Some Thoughts on the Open Scholarship in Education (OSE) Working Meeting



With my colleague Cynthia D’Angelo, I presented a webinar on analyzing educational data from an open science perspective through the Center for Open Science. The organization (unsurprisngly!) advocates for openness in research; they created and maintain the fairly widely-used (across research fields) Open Science Framework platform for sharing.

The Center for Open Science invited people from across educational research to join a working meeting this week on open science in educational science—wait, scratch that, in educational scholarship! I say that in that way because the names used really matter; not everyone (in act, perhaps a minority) of researchers in education identify as scientists; more, I believe, would identify as educational researchers—or something else, like teacher educators). I was happy to join; Charlottesville seemed fun to visit and the topic was right up my alley. I thought I could bring a teacher education (and a bit of an educational data science) perspective to the meeting, too.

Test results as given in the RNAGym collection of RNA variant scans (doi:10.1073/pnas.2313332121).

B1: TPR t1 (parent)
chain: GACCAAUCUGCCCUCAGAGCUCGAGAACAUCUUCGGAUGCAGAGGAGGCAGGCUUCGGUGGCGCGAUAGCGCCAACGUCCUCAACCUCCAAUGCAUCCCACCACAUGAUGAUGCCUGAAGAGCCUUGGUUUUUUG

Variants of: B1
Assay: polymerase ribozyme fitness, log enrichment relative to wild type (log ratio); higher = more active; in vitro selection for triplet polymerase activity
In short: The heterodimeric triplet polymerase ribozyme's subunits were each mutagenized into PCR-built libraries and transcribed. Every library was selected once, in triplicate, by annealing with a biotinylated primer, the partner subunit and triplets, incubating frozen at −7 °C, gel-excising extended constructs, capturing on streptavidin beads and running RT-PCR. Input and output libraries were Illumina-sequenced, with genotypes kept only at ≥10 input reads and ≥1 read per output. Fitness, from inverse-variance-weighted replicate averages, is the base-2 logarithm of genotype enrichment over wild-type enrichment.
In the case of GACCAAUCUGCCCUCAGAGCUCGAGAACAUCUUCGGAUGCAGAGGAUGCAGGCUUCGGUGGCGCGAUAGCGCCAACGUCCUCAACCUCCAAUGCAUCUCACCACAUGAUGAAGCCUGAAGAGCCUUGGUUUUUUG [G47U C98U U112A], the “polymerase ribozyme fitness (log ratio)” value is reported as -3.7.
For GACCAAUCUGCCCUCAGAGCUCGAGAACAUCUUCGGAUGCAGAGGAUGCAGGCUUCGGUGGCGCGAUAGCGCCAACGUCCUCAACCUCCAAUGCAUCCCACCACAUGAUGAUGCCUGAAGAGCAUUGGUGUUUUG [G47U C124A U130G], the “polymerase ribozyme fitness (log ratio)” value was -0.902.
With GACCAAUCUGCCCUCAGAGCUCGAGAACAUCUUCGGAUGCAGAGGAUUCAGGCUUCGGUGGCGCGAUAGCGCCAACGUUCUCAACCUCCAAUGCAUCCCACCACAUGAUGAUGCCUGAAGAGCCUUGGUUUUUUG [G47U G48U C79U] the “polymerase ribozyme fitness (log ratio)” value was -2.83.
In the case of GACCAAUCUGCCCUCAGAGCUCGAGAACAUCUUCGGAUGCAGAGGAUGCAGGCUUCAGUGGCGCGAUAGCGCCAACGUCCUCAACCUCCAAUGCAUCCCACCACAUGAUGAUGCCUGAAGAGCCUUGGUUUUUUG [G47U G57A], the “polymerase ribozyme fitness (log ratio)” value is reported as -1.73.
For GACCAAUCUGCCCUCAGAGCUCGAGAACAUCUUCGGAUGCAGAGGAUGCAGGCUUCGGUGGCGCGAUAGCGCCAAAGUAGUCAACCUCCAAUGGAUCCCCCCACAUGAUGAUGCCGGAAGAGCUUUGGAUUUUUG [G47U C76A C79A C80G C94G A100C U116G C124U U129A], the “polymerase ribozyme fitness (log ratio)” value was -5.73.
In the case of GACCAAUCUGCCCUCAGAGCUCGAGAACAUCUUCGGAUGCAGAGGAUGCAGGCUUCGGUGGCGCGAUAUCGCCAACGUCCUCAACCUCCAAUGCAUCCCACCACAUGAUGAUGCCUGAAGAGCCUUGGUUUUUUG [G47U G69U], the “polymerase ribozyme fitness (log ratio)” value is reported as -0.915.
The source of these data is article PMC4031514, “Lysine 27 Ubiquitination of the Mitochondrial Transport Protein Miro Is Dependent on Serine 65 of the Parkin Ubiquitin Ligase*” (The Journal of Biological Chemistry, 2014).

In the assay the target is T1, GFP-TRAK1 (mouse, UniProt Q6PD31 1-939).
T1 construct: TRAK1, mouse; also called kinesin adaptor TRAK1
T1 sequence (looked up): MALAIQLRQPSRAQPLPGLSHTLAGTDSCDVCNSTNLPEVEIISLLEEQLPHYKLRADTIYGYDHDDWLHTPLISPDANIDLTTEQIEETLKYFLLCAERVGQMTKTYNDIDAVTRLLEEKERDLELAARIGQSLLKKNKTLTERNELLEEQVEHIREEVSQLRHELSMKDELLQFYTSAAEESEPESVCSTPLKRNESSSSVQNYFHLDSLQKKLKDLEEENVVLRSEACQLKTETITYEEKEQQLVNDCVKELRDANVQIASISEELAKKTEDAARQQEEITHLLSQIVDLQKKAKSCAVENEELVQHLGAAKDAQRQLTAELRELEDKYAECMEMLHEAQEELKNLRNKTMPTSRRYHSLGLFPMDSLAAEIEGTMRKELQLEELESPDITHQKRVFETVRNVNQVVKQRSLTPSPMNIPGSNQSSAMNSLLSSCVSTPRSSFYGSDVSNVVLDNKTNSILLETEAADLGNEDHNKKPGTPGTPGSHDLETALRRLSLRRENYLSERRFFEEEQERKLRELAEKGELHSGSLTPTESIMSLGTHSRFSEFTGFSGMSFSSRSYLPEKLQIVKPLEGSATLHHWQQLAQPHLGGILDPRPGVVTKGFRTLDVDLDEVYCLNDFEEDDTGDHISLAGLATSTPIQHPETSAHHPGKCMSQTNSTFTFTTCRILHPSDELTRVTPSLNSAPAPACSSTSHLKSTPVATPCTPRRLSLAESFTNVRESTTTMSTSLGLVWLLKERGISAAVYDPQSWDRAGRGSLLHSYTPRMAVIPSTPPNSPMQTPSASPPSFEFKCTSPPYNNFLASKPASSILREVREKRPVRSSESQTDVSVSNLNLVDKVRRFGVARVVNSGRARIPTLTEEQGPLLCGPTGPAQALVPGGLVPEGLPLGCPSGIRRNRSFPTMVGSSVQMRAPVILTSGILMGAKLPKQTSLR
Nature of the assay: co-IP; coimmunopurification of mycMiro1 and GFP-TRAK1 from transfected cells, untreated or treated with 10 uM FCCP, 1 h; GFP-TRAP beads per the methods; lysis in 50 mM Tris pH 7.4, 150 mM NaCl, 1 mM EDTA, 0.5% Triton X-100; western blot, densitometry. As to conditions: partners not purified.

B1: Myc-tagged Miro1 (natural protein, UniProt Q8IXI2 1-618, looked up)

Info. on the Working Meeting

We’re wrapping up now - I’m near the back typing away - but I thought to try to sum up a few take-aways now. First, I’ll share the agenda here. Some additional materials are here/

Some Reflections

I’ll start with these reflections … but possibly follow up on these in a later post or posts!